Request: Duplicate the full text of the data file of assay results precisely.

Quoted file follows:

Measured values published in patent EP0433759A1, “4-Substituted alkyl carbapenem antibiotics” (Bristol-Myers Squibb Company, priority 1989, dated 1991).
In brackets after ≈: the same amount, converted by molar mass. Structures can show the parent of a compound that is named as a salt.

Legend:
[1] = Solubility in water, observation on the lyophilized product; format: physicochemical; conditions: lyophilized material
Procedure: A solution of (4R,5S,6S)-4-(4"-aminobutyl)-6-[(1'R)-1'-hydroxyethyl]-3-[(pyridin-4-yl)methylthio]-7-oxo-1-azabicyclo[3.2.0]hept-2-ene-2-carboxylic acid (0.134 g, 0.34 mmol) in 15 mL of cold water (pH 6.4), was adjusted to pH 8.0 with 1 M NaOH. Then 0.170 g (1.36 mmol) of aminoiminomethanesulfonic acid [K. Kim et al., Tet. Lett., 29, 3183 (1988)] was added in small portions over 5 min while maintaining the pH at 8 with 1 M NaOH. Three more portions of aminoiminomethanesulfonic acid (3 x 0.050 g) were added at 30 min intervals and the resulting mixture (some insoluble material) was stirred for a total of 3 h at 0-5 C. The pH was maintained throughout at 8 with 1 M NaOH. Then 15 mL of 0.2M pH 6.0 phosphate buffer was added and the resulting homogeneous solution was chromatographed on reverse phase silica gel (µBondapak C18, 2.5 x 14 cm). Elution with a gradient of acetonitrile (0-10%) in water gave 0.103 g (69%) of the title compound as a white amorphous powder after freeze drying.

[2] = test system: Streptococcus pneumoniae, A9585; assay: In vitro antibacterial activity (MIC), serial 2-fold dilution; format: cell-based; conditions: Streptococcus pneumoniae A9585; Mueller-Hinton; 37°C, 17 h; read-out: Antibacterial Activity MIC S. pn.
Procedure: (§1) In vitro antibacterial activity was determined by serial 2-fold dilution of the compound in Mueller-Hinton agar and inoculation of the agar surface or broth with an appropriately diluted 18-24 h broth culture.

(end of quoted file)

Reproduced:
Measured values published in patent EP0433759A1, “4-Substituted alkyl carbapenem antibiotics” (Bristol-Myers Squibb Company, priority 1989, dated 1991).
In brackets after ≈: the same amount, converted by molar mass. Structures can show the parent of a compound that is named as a salt.

Legend:
[1] = Solubility in water, observation on the lyophilized product; format: physicochemical; conditions: lyophilized material
Procedure: A solution of (4R,5S,6S)-4-(4"-aminobutyl)-6-[(1'R)-1'-hydroxyethyl]-3-[(pyridin-4-yl)methylthio]-7-oxo-1-azabicyclo[3.2.0]hept-2-ene-2-carboxylic acid (0.134 g, 0.34 mmol) in 15 mL of cold water (pH 6.4), was adjusted to pH 8.0 with 1 M NaOH. Then 0.170 g (1.36 mmol) of aminoiminomethanesulfonic acid [K. Kim et al., Tet. Lett., 29, 3183 (1988)] was added in small portions over 5 min while maintaining the pH at 8 with 1 M NaOH. Three more portions of aminoiminomethanesulfonic acid (3 x 0.050 g) were added at 30 min intervals and the resulting mixture (some insoluble material) was stirred for a total of 3 h at 0-5 C. The pH was maintained throughout at 8 with 1 M NaOH. Then 15 mL of 0.2M pH 6.0 phosphate buffer was added and the resulting homogeneous solution was chromatographed on reverse phase silica gel (µBondapak C18, 2.5 x 14 cm). Elution with a gradient of acetonitrile (0-10%) in water gave 0.103 g (69%) of the title compound as a white amorphous powder after freeze drying.

[2] = test system: Streptococcus pneumoniae, A9585; assay: In vitro antibacterial activity (MIC), serial 2-fold dilution; format: cell-based; conditions: Streptococcus pneumoniae A9585; Mueller-Hinton; 37°C, 17 h; read-out: Antibacterial Activity MIC S. pn.
Procedure: (§1) In vitro antibacterial activity was determined by serial 2-fold dilution of the compound in Mueller-Hinton agar and inoculation of the agar surface or broth with an appropriately diluted 18-24 h broth culture.